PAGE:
Actresses Ditch Hollywood For Small Screen

Male-dominated movies like The Bourne Supremacy and Superbad are doing great at the box office, but where does that leave actresses? Television, apparently! Film is losing its feminine touch, writes Mary McNamara in today's LA Times. "Challenging roles for women over 40 have been few and far between since Joan and Bette faced off at the box office, but now, with blockbusters and male-oriented sex comedies ruling the big screen, women under 40 are having a hard time." The upside? TV is being graced by great actresses like Glenn Close, Holly Hunter, Lili Taylor, Parker Posey and Kyra Sedgwick. And, according to McNamara, TV has never looked so good. She likens the choices (mostly) cable channels are making — in terms of casting and storylines — to that of "good indie films."

And not even indie films. Of good mid-budget films, the kind they used to make in the '70s and '80s when movies didn't have to make a profit on the first weekend, when they didn't open for 3 1/2 seconds on 1,000 screens.

McNamara notes that Jodie Foster has a career on the big screen, but she's basically a hard-bodied action hero these days — more like a man.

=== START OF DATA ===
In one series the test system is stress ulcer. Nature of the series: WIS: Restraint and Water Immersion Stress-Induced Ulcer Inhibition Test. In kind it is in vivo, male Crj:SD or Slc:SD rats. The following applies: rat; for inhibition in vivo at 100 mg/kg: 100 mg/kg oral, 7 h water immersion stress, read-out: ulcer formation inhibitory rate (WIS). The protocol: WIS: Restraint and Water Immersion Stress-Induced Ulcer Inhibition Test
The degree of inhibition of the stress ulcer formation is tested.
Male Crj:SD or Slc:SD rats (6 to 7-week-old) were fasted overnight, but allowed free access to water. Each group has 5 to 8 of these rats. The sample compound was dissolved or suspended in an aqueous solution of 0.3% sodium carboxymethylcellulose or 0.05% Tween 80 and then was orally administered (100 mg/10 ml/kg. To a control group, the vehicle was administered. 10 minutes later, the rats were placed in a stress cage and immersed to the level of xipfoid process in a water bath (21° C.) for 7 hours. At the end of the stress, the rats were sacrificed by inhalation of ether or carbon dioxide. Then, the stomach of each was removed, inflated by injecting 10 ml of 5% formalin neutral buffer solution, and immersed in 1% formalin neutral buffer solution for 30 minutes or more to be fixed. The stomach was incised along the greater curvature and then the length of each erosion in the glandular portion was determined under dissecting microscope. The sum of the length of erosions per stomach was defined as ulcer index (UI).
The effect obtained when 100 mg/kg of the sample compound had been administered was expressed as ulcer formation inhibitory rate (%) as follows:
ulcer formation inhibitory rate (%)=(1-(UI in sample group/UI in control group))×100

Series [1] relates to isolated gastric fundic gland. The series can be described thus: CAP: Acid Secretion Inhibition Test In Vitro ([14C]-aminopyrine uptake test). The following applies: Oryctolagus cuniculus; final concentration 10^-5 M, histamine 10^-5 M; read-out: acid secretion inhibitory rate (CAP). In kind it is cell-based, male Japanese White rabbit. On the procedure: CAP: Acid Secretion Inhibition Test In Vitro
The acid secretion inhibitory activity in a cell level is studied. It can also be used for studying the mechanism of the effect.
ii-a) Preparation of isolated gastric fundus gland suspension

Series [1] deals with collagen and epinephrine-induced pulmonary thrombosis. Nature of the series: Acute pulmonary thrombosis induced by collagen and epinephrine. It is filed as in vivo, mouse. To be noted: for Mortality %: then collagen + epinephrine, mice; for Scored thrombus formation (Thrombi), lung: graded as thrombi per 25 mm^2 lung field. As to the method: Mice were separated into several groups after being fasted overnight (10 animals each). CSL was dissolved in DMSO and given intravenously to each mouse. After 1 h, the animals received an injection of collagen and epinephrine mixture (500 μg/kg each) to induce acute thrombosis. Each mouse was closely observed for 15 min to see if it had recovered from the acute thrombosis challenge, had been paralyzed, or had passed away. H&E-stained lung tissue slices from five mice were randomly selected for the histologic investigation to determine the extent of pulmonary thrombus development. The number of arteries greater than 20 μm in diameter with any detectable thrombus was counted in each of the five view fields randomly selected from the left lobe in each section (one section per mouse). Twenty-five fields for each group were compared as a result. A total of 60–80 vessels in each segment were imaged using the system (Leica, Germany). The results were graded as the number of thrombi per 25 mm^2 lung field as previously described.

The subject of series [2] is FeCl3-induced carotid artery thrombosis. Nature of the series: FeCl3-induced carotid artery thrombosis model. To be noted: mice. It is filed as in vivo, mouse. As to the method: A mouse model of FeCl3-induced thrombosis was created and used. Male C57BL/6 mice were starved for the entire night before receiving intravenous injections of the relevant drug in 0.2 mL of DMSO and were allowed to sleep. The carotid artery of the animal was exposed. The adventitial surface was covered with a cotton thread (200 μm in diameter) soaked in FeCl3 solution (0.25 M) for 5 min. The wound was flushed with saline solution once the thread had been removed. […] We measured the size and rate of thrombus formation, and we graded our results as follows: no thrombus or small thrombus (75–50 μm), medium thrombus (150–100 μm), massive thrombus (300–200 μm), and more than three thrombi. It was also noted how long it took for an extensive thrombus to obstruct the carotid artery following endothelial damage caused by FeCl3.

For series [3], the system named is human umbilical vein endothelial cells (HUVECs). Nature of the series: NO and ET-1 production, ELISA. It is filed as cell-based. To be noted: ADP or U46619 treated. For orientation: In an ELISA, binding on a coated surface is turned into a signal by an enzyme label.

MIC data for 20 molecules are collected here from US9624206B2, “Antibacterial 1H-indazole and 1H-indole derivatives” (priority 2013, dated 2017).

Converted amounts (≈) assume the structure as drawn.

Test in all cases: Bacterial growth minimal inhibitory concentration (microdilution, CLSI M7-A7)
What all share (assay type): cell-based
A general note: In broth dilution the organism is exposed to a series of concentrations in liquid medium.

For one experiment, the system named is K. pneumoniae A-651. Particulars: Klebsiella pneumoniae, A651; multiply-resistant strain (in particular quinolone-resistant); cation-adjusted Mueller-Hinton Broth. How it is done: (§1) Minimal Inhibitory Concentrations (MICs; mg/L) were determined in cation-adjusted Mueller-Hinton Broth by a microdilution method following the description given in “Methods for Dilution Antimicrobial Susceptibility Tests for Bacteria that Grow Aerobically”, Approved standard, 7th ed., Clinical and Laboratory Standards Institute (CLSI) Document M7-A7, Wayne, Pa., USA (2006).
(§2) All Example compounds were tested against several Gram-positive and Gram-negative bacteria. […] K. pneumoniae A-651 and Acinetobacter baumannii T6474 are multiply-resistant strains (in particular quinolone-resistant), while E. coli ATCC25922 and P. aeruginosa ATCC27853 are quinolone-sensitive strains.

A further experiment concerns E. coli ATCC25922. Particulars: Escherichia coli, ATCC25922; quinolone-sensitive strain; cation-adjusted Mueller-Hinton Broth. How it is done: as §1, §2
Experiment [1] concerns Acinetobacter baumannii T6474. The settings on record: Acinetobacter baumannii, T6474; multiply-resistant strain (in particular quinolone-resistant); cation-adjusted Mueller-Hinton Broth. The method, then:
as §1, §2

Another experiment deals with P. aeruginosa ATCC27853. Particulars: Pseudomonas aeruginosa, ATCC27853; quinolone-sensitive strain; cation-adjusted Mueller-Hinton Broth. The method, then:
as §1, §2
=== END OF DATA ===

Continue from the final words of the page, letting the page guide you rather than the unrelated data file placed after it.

Critically appreciated but less established actors like Julia Stiles and Virginia Madsen are forced to take tiny roles in male star vehicles (the Bourne films for Stiles, "Firewall" for Madsen). Meanwhile, "Grey's Anatomy" has become a think tank of performers who couldn't find enough work in film, including Ellen Pompeo (whose breakout role was with Sarandon in "Moonlight Mile") and Madsen's "Sideways" companion, Sandra Oh.
As viewers, quality actresses on TV means we're treated to better material and better acting. But the idea of Hollywood blockbusters being only for the boys is unsettling. McNamara claims that if Julia Roberts had to make her career today, she'd probably be on television. Pretty Woman would have a tough time getting greenlighted, but says, McNamara, "it's got Showtime original series written all over it."
(An articulate drug-free prostitute and business magnate discover how worlds overlap as they struggle to make a relationship work — why has no one done this yet?)
Still, does TV sometimes seem like a downgrade? Or is it better to take the work you can get? Or is it totally fucked that women aren't as likely to make huge Hollywood salaries? Also: how do you feel about the word "actress"? Is it sexist? Too close to "waitress"?
Film Loses Its Feminine Touch [LATimes]